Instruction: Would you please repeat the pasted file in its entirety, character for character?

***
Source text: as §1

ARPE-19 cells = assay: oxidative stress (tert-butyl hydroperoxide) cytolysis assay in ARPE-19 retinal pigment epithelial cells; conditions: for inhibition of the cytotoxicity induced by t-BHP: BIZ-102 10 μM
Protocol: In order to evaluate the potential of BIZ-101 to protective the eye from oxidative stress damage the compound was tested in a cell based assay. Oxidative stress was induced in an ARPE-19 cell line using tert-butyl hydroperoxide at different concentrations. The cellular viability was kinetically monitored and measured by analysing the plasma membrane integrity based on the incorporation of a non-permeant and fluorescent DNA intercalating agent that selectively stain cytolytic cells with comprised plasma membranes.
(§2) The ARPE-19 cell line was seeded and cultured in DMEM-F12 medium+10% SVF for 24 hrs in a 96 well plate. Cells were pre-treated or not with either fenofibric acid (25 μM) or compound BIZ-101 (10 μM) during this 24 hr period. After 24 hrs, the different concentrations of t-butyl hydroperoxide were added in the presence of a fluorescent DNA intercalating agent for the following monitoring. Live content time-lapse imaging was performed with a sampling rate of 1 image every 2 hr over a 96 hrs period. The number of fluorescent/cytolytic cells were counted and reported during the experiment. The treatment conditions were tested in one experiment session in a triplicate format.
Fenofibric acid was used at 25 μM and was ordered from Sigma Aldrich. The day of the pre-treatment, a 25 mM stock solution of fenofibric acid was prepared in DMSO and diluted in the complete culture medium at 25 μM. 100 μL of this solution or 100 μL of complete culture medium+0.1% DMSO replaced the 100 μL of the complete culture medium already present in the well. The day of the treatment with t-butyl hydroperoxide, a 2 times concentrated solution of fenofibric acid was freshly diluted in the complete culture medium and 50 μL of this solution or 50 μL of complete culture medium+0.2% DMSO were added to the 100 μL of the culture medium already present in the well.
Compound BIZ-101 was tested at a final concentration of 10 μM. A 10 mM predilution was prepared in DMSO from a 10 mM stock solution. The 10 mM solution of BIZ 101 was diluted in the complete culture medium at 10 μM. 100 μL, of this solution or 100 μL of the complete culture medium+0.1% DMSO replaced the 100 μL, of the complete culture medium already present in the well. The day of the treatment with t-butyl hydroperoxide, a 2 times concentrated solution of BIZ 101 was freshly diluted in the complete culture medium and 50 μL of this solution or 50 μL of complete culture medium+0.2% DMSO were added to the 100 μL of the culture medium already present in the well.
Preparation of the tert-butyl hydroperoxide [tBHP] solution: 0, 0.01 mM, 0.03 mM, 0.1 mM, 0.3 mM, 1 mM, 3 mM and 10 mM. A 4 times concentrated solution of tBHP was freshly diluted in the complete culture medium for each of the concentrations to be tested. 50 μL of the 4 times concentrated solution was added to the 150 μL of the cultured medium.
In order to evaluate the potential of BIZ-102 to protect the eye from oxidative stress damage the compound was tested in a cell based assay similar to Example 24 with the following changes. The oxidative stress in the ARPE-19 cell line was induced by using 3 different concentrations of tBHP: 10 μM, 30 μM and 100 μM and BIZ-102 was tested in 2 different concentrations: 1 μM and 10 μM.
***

Source text: as §1

ARPE-19 cells = assay: oxidative stress (tert-butyl hydroperoxide) cytolysis assay in ARPE-19 retinal pigment epithelial cells; conditions: for inhibition of the cytotoxicity induced by t-BHP: BIZ-102 10 μM
Protocol: In order to evaluate the potential of BIZ-101 to protective the eye from oxidative stress damage the compound was tested in a cell based assay. Oxidative stress was induced in an ARPE-19 cell line using tert-butyl hydroperoxide at different concentrations. The cellular viability was kinetically monitored and measured by analysing the plasma membrane integrity based on the incorporation of a non-permeant and fluorescent DNA intercalating agent that selectively stain cytolytic cells with comprised plasma membranes.
(§2) The ARPE-19 cell line was seeded and cultured in DMEM-F12 medium+10% SVF for 24 hrs in a 96 well plate. Cells were pre-treated or not with either fenofibric acid (25 μM) or compound BIZ-101 (10 μM) during this 24 hr period. After 24 hrs, the different concentrations of t-butyl hydroperoxide were added in the presence of a fluorescent DNA intercalating agent for the following monitoring. Live content time-lapse imaging was performed with a sampling rate of 1 image every 2 hr over a 96 hrs period. The number of fluorescent/cytolytic cells were counted and reported during the experiment. The treatment conditions were tested in one experiment session in a triplicate format.
Fenofibric acid was used at 25 μM and was ordered from Sigma Aldrich. The day of the pre-treatment, a 25 mM stock solution of fenofibric acid was prepared in DMSO and diluted in the complete culture medium at 25 μM. 100 μL of this solution or 100 μL of complete culture medium+0.1% DMSO replaced the 100 μL of the complete culture medium already present in the well. The day of the treatment with t-butyl hydroperoxide, a 2 times concentrated solution of fenofibric acid was freshly diluted in the complete culture medium and 50 μL of this solution or 50 μL of complete culture medium+0.2% DMSO were added to the 100 μL of the culture medium already present in the well.
Compound BIZ-101 was tested at a final concentration of 10 μM. A 10 mM predilution was prepared in DMSO from a 10 mM stock solution. The 10 mM solution of BIZ 101 was diluted in the complete culture medium at 10 μM. 100 μL, of this solution or 100 μL of the complete culture medium+0.1% DMSO replaced the 100 μL, of the complete culture medium already present in the well. The day of the treatment with t-butyl hydroperoxide, a 2 times concentrated solution of BIZ 101 was freshly diluted in the complete culture medium and 50 μL of this solution or 50 μL of complete culture medium+0.2% DMSO were added to the 100 μL of the culture medium already present in the well.
Preparation of the tert-butyl hydroperoxide [tBHP] solution: 0, 0.01 mM, 0.03 mM, 0.1 mM, 0.3 mM, 1 mM, 3 mM and 10 mM. A 4 times concentrated solution of tBHP was freshly diluted in the complete culture medium for each of the concentrations to be tested. 50 μL of the 4 times concentrated solution was added to the 150 μL of the cultured medium.
In order to evaluate the potential of BIZ-102 to protect the eye from oxidative stress damage the compound was tested in a cell based assay similar to Example 24 with the following changes. The oxidative stress in the ARPE-19 cell line was induced by using 3 different concentrations of tBHP: 10 μM, 30 μM and 100 μM and BIZ-102 was tested in 2 different concentrations: 1 μM and 10 μM.